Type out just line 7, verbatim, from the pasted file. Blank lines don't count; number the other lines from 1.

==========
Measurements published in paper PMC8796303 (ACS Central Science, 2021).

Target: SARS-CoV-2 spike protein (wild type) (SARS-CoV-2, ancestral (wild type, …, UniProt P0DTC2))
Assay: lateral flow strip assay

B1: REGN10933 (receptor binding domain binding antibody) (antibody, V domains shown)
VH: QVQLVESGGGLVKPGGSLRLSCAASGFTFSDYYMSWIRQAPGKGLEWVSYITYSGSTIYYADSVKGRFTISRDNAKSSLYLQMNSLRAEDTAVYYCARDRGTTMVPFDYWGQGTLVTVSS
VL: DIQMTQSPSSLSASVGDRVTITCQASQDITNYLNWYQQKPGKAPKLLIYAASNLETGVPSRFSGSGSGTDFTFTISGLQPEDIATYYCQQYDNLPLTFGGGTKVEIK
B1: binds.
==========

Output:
B1: binds.